The spiritual life is not prescribed for most people. It’s something that is very intuitive, dependent on something that is deep inside each one of us that causes us to take that step and enter the Way. We call it raising the bodhi mind, and it’s a recognizable event. That’s what the Guardian Council is looking for when people apply to become students of the Order—has the applicant raised the bodhi mind? Has she raised her aspiration? Is she responding to a calling? Calling is very subtle, very hard to describe. What is it pointing to?
The next line says, “Real form is all dharmas as they are.” “As they are” is nondual. Not two. All things are interconnected and not separate, while at the same time all things retain their own individuality.
From a Buddhist point of view, all material substances in the universe are called form, but form is a product of causal conditions. It has no independent existence, and therefore it has no true nature that can be grasped. Emptiness is not an absence of matter but rather a void that can embrace everything—open enough to receive everything. “As they are” is neither form nor emptiness. It’s not both. It’s not neither. All four of these states are still dualistic. But then what is it? Form, the Heart Sutra tells us, is emptiness. Form is exactly emptiness, emptiness exactly form. Real form is all dharmas as they are. As they are is neither form nor emptiness. Neither sentient nor insentient. Mountains and rivers are neither sentient nor insentient. The self is neither sentient nor insentient. When this is realized, the ten thousand things are the teacher, as well as the teachings and the student. The ten thousand things are realized as the body and mind of the universe—your body and mind. The insentient are neither ordinary nor holy, neither form nor emptiness. There is a reality that transcends all dualities. The truth is not to be found in unity and it’s not to be found in differentiation. We must look for it in the meeting place of nonduality.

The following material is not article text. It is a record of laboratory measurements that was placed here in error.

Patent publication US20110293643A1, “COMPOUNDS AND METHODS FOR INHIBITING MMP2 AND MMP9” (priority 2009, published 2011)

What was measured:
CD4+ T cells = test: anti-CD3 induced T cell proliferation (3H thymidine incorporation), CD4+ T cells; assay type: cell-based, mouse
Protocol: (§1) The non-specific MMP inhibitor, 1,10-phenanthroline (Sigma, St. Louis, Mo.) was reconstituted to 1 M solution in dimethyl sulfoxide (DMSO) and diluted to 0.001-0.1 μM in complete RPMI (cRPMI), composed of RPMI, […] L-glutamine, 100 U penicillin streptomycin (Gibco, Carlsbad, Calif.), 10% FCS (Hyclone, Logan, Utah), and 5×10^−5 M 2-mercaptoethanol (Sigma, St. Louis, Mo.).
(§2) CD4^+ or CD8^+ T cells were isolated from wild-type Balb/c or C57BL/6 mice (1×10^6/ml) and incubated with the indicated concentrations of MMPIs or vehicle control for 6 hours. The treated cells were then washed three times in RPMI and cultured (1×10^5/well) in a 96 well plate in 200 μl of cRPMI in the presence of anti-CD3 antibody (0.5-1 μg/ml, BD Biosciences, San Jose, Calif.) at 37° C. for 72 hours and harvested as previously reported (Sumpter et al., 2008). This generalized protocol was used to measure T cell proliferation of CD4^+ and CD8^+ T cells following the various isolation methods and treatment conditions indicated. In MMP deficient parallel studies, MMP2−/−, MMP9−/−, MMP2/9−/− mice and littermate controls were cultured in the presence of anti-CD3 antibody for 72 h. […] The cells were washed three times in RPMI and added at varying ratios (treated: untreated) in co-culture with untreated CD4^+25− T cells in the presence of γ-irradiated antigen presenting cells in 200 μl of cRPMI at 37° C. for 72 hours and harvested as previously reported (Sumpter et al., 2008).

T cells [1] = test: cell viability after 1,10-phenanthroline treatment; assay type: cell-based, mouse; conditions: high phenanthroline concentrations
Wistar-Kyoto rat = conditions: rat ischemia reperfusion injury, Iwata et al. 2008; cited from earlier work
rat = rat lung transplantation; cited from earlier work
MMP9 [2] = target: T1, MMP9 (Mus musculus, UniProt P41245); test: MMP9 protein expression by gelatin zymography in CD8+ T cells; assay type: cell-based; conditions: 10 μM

Thusness—tatha—or suchness is a central concept in Buddhism as well as Hinduism. It expresses the appreciation of reality within a unique moment. No moment is actually the same as another. A moment arrives as it leaves, simultaneously. In the Mahayana text, Awakening of Faith, there is a more detailed description of this concept: “In it’s very origin, thusness is of itself endowed with sublime attributes. It manifests the highest wisdom which shines through the world. It has true knowledge and a mind resting simply in its own being. It is eternal, blissful, its own self-being, the purest simplicity. It is invigorating, immutable, free. Because it possesses all these attributes and is deprived of nothing, it is designated both as the womb of the Tathagatha and the dharma body of the Tathagatha.”
“Be that as it may,” the next line of the commentary says, “what is the meaning of Xuansha’s descending from the teaching seat, the monastic’s ‘I don’t understand…’?” Different translators have dealt with this in essentially the same way. Dogen says, “This ‘I don’t understand’ is the lifeblood of the buddhas and ancestors and it’s the bones and marrow of the treasury of the true dharma eye.” “I don’t understand” is intimacy. In intimacy there is no longer a reference point. There’s no longer this and that. There’s no longer you and it. There’s total merging, and that’s thusness. It’s not one side; it’s not the other side. You are exactly it. It is exactly you. The master said: “Go away. No one will believe you.” Believe what? That the monastic still had a question or that he was so intimate with the truth of the moment that it was inexpressible?